Thirty detainees have tested positive for the coronavirus at the Buffalo Federal Detention Facility in Batavia, the center’s second COVID-19 outbreak since the pandemic began.
According to a status update letter dated Feb. 19 from U.S. Attorney James P. Kennedy to U.S. District Judge Lawrence J. Vilardo, the virus had spread to three housing units and enhanced protections were put in place for those detainees. The protections are court-mandated due to the Ramsundar v. Wolf case that followed the facility’s first outbreak in April 2020.
However, Amy Belsher with the New York Civil Liberties Union says that the most vulnerable detainees need better protection, like the kind a vaccine could provide.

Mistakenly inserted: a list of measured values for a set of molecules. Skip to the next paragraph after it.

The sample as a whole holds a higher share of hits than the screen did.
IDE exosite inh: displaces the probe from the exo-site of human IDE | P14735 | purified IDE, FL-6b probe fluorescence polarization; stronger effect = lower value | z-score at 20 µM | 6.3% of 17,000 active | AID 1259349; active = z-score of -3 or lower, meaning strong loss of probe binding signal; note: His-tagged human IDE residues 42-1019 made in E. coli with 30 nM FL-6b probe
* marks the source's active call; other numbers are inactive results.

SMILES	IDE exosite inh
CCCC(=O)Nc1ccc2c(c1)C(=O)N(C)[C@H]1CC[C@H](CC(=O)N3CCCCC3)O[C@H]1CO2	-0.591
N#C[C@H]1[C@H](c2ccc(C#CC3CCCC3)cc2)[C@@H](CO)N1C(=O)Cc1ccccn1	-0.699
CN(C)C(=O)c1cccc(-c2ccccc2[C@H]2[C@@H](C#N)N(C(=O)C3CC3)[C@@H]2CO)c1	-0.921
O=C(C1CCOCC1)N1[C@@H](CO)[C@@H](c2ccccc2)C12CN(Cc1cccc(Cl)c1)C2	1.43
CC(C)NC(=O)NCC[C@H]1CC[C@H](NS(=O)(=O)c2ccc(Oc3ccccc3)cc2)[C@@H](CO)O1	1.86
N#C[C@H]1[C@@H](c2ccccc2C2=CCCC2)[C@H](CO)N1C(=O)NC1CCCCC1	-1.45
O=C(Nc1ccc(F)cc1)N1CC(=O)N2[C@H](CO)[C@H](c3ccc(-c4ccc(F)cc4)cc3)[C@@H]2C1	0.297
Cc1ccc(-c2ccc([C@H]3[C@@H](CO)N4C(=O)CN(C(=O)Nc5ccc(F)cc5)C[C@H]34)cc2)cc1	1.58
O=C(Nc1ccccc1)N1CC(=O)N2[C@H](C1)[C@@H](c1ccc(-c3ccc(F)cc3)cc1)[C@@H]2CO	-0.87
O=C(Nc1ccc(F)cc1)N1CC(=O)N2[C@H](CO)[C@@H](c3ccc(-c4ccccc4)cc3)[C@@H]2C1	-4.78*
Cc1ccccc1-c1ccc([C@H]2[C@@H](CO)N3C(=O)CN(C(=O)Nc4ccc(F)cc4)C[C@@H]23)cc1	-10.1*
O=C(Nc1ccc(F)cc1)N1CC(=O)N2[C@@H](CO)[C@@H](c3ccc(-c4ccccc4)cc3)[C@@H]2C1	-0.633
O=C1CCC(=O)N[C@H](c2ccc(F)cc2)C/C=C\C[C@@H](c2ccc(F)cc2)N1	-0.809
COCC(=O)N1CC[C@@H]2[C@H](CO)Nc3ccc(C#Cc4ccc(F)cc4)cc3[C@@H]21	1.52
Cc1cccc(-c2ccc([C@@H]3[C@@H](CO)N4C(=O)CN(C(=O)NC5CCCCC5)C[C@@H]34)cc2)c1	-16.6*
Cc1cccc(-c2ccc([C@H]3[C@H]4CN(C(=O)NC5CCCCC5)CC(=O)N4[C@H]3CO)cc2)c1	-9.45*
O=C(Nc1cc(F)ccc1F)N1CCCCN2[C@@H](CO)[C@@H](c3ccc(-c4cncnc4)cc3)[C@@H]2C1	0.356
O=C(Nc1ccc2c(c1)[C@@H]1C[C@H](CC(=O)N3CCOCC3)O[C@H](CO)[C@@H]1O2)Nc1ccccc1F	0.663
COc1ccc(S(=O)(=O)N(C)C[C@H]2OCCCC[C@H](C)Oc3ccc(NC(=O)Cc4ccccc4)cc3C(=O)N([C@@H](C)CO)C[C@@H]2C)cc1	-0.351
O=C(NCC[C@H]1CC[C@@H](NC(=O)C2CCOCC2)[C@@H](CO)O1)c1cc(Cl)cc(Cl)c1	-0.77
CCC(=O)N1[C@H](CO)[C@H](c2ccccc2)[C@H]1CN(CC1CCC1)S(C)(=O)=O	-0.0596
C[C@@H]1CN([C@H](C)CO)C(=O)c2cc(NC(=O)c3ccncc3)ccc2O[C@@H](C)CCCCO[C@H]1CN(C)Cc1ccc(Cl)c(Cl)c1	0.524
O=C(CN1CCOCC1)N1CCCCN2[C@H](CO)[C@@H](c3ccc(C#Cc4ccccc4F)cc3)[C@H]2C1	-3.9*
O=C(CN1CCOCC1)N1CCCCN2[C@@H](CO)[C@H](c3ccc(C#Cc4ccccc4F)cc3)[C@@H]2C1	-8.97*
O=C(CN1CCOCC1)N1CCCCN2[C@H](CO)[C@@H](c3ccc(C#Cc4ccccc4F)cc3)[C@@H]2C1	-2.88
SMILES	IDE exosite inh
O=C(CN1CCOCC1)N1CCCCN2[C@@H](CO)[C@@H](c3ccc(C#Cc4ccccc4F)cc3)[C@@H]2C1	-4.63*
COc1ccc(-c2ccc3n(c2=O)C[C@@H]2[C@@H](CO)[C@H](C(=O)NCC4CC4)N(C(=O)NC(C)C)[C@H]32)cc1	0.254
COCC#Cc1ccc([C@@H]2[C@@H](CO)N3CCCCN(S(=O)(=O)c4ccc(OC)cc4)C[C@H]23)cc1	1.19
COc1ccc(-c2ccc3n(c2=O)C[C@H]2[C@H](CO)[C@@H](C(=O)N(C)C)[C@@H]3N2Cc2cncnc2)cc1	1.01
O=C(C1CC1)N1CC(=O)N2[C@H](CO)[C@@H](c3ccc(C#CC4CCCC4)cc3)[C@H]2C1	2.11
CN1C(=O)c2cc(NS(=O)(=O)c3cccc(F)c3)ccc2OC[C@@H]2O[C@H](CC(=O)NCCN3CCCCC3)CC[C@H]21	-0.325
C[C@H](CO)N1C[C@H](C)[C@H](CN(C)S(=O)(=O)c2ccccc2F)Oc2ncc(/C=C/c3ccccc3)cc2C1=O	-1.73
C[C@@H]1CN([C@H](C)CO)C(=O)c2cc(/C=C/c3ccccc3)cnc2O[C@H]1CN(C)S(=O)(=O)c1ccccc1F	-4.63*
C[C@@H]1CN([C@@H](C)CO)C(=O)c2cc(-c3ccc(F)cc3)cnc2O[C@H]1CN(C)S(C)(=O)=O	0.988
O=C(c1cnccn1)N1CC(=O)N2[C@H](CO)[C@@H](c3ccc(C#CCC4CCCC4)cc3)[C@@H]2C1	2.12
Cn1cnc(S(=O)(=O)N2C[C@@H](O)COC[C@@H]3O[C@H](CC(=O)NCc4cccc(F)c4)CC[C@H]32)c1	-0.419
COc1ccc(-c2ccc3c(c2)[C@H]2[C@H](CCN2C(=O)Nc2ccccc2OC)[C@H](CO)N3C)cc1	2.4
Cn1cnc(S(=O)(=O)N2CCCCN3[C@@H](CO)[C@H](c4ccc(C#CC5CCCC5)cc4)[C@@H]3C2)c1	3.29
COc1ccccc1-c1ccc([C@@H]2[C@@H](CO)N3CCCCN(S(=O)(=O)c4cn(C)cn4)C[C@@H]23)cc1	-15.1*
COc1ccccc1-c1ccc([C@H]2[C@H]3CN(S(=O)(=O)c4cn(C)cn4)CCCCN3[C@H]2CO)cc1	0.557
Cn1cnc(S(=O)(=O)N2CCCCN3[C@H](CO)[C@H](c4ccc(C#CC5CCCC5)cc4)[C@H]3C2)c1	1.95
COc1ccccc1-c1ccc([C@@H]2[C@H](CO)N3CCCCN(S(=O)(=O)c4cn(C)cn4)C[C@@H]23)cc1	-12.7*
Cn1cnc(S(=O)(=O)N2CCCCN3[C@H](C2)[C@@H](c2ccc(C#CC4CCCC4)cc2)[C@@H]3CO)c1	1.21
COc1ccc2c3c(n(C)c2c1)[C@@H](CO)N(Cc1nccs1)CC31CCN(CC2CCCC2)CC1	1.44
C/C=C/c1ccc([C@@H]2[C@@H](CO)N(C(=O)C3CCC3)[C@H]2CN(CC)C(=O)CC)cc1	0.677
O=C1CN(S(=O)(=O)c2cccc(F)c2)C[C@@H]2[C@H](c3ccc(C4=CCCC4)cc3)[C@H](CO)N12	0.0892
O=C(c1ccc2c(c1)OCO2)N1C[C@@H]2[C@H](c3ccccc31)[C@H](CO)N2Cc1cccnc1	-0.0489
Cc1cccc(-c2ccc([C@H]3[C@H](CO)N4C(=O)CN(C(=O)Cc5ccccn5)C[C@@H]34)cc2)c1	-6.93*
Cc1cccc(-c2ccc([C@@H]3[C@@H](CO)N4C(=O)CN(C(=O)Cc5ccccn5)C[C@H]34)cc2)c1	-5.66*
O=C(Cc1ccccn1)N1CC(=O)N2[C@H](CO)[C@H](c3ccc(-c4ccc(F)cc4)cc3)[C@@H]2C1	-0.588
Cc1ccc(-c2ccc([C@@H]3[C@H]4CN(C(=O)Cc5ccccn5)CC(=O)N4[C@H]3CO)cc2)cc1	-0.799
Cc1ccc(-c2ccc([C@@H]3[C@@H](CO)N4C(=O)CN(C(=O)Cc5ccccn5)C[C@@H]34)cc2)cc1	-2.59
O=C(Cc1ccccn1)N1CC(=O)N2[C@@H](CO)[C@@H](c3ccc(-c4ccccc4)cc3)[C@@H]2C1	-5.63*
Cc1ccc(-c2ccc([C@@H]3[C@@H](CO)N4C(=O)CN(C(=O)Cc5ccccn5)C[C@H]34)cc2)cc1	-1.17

“Were they not in ICE detention they would qualify under the state’s priority guidelines as people who are either over the age of 65 or who have underlying medical conditions,” Belsher says
The NYCLU sent a letter to the state last week requesting information on plans to distribute vaccines to people in detention. It has not yet been answered, although ICE officials did say that vaccines for detainees are distributed by local and state health departments.
Jennifer Connor from Justice for Migrant Families says that detainees need to be released and testing should be mandatory for staff.
“The detention center has not proven itself, in any way, of being able to take care of people,” Connor says.
There are nearly 260 detainees at the facility as of Friday.